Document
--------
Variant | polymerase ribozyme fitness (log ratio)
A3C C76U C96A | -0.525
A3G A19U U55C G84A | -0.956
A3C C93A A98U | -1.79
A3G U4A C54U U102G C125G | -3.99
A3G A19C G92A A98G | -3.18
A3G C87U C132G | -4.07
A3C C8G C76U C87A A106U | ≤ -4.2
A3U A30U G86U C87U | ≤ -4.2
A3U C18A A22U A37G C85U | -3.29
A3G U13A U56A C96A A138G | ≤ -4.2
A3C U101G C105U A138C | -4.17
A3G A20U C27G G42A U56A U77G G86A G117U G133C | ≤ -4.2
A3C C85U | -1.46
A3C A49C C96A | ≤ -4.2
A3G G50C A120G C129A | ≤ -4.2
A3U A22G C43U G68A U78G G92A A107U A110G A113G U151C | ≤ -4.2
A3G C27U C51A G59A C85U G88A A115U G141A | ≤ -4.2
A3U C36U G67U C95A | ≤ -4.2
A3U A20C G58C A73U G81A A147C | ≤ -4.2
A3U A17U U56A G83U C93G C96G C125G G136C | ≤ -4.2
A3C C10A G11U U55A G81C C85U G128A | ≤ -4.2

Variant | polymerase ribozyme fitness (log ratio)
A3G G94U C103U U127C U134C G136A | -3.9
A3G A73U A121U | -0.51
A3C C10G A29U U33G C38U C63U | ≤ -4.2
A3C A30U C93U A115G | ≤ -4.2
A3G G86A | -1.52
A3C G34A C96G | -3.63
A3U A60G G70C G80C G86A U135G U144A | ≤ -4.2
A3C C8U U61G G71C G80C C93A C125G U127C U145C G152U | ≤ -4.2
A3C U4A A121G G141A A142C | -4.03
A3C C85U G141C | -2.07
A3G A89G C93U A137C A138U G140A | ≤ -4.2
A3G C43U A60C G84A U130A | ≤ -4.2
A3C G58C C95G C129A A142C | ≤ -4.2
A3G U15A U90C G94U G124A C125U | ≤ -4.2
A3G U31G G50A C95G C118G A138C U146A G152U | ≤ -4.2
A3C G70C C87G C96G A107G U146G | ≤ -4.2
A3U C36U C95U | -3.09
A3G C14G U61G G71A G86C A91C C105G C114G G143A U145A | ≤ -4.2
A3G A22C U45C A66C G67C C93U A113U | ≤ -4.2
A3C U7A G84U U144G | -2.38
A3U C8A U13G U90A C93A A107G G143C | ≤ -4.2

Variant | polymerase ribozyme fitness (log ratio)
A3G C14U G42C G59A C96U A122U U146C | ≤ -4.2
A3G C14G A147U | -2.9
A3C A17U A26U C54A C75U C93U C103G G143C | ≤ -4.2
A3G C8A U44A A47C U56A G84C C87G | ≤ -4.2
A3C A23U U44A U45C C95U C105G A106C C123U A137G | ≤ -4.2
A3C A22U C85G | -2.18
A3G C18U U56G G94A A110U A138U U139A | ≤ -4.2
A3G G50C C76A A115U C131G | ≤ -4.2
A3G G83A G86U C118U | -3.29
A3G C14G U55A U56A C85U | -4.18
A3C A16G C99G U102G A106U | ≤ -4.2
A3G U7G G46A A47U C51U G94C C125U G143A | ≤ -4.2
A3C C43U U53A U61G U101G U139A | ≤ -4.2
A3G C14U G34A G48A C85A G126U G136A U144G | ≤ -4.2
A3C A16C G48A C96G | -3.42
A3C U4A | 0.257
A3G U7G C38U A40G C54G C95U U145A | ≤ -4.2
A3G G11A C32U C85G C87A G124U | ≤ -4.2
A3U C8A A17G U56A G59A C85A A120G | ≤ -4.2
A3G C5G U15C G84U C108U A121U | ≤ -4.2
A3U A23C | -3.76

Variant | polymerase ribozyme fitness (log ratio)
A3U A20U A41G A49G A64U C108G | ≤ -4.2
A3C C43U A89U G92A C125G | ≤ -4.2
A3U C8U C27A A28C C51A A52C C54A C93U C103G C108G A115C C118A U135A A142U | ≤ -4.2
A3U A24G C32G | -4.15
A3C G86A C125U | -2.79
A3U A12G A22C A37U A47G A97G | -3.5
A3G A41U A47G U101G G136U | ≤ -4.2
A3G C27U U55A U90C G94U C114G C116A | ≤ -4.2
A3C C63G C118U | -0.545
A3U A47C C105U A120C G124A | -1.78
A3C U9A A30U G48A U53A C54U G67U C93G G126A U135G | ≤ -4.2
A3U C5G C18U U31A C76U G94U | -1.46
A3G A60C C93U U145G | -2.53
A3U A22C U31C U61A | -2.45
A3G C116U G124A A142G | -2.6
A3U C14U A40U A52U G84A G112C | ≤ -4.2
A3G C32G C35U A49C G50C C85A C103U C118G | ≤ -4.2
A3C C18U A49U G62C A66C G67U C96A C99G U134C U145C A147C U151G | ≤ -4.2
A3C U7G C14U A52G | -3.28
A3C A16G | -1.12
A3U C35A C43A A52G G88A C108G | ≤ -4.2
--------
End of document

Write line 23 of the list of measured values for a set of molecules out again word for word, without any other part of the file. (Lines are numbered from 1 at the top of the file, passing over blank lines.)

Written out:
Variant | polymerase ribozyme fitness (log ratio)